As college students, many of us are constantly bombarded with how important it is to get an internship. Summer internships are a great opportunity to gain experience in your field and to make connections, but it is not always easy to find one.

Depending on your geographical location, the timeframe you are available, or any other conflicting factor, it is possible that there are no internships that are a good fit for this summer. If this is you, don’t freak out! Before you start blabbering about how this is going to ruin your whole career path and you will never be successful after this, you need to know this it is not the end of the world to not get an internship. There are plenty of other things you can do this summer to continue professional development outside of an internship.

1. Informational interviews

Informational interviews are a huge untapped resource by many aspiring professionals. An informational interview is basically meeting with someone who works at a company you would like to work at or in a field that you hope to break into someday and asking them about their experience. This may sound intimidating, but I can’t tell you how many times I have heard professionals say, “I will meet for coffee with anyone.” People want to help young people develop their own career path. They have all been in your shoes and understand how valuable their insight can be.

Not only does this give you valuable insight into what it could be like to work in that field someday, it also gives you an opportunity to network and connect with that person. Making a positive impression on people already in your field could help them keep you in mind if a position opens up in their company or somewhere they know. This does not mean you are looking for them to give you a job, but they put job openings on your radar that you would not have known about had they not told you.

2. Job shadow

This has many the same benefits as informational interviews, but you have an extended amount of time with these people and you get to see them in their place of work and see first-hand work that you could potentially be doing. Knowing everything they do and work with on a daily basis can help you hone your skills to help you succeed in a similar position.

This gives you a chance to see other people they interact with the company, and potentially connect with them as well. It is not about the grades you make, but the hands you shake and it can never hurt to connect with more people and you could potentially set up other informational interviews through this experience.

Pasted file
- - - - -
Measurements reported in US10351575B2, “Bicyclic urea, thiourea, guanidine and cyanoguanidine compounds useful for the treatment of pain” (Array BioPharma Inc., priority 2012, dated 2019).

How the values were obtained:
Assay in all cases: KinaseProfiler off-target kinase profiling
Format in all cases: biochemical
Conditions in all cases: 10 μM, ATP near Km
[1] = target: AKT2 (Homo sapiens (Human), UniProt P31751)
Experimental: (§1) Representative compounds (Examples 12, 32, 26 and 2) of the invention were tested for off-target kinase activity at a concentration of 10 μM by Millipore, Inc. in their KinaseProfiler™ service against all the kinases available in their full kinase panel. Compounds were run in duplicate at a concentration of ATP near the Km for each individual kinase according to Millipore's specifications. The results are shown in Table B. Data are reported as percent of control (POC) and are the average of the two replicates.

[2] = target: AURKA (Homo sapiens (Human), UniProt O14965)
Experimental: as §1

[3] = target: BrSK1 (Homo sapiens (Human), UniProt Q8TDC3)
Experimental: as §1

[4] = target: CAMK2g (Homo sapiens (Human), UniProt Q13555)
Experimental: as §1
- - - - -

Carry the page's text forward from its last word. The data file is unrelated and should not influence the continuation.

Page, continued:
3. Take classes

Want to get ahead or boost your GPA? Maybe taking classes this summer would be a good fit for you. An early graduation date could help showcase your drive to a future employer and that you are and that you are dedicated to your education. You can use this time to diversify your knowledge in a way that could give you an edge in your future classes or job.

Are you a communication major? Maybe consider taking a psychology course on human motivation or behavior. Education major? Maybe take a course on comparative ethnic studies or the psychology of gender to help you better connect with students that are different from you. Engineering major? Take a communication course to help you better communicate your work and facilitate a more efficient working environment. All these things can only contribute to the skill set you are developing, so why not?

4. Work a wage job

I was told by my marketing professor that every job is just a process. You are either a part of, creating or supervising a process in any job you do. Getting more experience with different type of processes is a huge advantage for anyone looking to give themselves a competitive edge. Work that fast food job, because no one has better processes than them! They are fast, efficient, consistent, and have an incredible way of orchestrating the process to fulfill the needs of a drive-through and a restaurant in the fast time frame customers expect.

Collect metrics while you’re there and show how you improved or contributed to that process. Adding numbers a concrete statistics to each position you have held will make your resume a lot stronger and give future employers how this experience helped you become a stronger candidate for a potential position.

5. Volunteer

Giving back is always a good thing to do. Not only can you feel good about the work you are doing, but this has the same advantage of work a wage job. It is a process that you are getting experience with. Even better if you can find somewhere that you can do something related to your field. If you are studying environmental science, work with environmental restoration. If you are communication or marketing, offer to help a younger organization get their social media or website off the ground and get more engagement from the community.

At the end of the day, career paths are not linear. You can make any opportunity work for you as long as you know what angle to take.